The Collins Dictionary defines the word natural as things that “exist or occur in nature and are not made or caused by people” ("Natural definition and meaning," n.d.). Based upon this definition, certain things that we assume are natural technically are not. This applies to essential oils, absolutes, CO2 extracts and hydrosols among many other things. Essential oils start out as volatile organic compounds (VOCs) in plants. But, to access them for use in aromatherapy, the plant material which contains the VOCs must be distilled or extracted in some way. Therefore, these products, which are “caused by” distillers or extractors, are not strictly natural based on the definition. Does this make them less beneficial? It does not!

Aromatherapy and natural products are not always safe

We can apply all this information to our language around the use of aromatherapy and the associated products such as essential oils, CO2 extracts, absolutes and hydrosols. We can understand that some “natural products” are not always safe, or at least not safe in certain circumstances. A wise Swiss physician, Theophrastus Phillpus Aureolus Bombastus von Hohenheim (1493–1541), is known for his novel approach to medicine and philosophy which included observation and experience. He stated that “All things are poison, and nothing is without poison: the dose alone makes a thing not poison.”

Often the same companies that manipulate the unsuspecting consumer with the chemical free propaganda are promoting the unsafe use of essential oils and other aromatic substances. Essential oils and other extracts have myriad benefits in aromatherapy for the physical, emotional, and mental systems of the body. These substances are extremely concentrated, and, when used in the correct amount, with the appropriate method of application, and when certain considerations have been taken into consideration, e.g., health, age, and chemical composition of the oil being used, are safe.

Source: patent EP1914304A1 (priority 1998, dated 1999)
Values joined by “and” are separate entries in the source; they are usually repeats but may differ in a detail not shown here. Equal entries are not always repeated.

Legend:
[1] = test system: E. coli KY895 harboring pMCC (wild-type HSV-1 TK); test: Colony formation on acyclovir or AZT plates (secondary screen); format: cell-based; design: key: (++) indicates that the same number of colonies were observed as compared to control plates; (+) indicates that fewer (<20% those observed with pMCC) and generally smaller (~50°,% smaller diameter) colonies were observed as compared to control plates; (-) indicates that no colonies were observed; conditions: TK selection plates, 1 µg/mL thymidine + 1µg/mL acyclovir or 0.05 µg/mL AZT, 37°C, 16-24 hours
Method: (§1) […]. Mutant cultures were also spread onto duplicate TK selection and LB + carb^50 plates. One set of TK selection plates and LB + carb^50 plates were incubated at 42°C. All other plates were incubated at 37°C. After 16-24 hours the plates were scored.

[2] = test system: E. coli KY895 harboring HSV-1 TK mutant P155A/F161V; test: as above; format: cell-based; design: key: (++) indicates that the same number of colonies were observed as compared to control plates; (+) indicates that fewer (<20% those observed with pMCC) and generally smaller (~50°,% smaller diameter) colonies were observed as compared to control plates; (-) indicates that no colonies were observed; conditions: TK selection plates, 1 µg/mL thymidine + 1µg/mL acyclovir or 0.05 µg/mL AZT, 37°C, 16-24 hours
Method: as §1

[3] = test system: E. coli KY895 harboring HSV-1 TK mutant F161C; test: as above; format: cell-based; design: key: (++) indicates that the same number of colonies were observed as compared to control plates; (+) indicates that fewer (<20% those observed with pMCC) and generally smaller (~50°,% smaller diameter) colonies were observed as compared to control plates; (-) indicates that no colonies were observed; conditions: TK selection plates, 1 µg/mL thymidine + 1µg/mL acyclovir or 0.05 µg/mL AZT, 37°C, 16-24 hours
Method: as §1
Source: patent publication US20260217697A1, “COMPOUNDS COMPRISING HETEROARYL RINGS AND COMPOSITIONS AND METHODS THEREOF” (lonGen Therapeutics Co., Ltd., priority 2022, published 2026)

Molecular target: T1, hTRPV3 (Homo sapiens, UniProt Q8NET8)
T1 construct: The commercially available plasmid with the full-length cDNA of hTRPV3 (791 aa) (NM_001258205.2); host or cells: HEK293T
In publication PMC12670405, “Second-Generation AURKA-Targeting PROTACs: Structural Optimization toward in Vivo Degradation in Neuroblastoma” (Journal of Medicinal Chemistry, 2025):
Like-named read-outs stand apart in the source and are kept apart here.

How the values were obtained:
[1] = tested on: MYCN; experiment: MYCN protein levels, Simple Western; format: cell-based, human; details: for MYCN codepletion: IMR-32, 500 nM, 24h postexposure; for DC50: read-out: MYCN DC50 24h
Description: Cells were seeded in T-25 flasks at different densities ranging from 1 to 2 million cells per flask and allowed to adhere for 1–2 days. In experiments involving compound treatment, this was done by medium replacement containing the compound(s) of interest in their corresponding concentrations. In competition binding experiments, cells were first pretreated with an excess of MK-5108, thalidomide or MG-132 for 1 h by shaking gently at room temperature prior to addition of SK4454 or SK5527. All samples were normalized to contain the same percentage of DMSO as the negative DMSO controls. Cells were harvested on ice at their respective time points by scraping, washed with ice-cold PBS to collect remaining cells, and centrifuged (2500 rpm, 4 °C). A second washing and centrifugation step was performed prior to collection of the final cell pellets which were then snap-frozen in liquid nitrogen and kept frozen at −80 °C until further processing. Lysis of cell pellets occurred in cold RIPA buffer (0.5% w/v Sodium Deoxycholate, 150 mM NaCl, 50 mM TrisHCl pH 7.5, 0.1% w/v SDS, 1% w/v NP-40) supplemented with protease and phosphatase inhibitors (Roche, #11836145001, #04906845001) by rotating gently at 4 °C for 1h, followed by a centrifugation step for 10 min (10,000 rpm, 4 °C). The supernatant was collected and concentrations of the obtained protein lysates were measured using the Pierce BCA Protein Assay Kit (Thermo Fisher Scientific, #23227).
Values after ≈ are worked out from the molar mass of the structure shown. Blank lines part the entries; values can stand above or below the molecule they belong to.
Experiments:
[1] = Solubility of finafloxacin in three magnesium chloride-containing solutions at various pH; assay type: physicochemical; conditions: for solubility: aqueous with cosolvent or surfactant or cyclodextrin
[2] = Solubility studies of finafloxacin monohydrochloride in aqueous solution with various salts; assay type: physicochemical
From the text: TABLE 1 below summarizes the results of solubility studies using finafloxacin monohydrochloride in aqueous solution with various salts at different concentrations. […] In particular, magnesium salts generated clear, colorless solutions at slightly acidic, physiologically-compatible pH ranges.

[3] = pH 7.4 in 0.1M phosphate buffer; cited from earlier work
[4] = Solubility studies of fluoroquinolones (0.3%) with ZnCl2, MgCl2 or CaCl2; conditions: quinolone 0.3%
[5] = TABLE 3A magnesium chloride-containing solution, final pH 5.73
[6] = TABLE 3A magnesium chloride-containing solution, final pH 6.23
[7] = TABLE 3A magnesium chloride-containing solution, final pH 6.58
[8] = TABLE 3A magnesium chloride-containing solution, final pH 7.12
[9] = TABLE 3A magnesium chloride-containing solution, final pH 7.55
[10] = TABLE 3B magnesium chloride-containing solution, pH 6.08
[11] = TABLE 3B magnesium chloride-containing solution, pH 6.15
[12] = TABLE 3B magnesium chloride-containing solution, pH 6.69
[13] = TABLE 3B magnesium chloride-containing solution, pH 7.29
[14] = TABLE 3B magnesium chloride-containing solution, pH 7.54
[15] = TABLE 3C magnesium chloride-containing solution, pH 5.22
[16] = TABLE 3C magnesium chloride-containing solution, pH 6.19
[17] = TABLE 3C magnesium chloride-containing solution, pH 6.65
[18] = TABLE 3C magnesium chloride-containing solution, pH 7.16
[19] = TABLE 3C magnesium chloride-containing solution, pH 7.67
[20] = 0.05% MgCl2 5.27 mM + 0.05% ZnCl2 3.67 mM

For more information about the wonderful benefits of essential oils, we invite you to download our free guide, How To Use Essential Oils Safely, below. You'll also automatically get our newsletter, which includes free recipes created by aromatherapy experts and first notice of special events and new course offerings.

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Article by: Colleen Thompson, Cert Ed, MIFPA, RA®, EOT®, CA

For over 25 years, Colleen Thompson has been a passionate and highly respected aromatherapy educator. She has owned 3 aromatherapy stores and a holistic spa, and she founded Essence of Thyme in 1995, where she mentors budding aromatherapists from all over the world, helping them create their own thriving aromatherapy businesses.

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Chemical. (n.d.). Cambridge Dictionary | English Dictionary, Translations & Thesaurus. Retrieved May 7, 2023, from 

Chen, H. (2023, April 10). Elderly couple dies after eating poisonous pufferfish in Malaysia. CNN. 

Hargrave, J. G. (2023, March 1). Paracelsus. Encyclopedia Britannica. Retrieved May 7, 2023, from

Natural definition and meaning. (n.d.). Collins English Dictionary. Retrieved May 7, 2023, from

Synthetic organic chemicals: Definition & examples. (n.d.).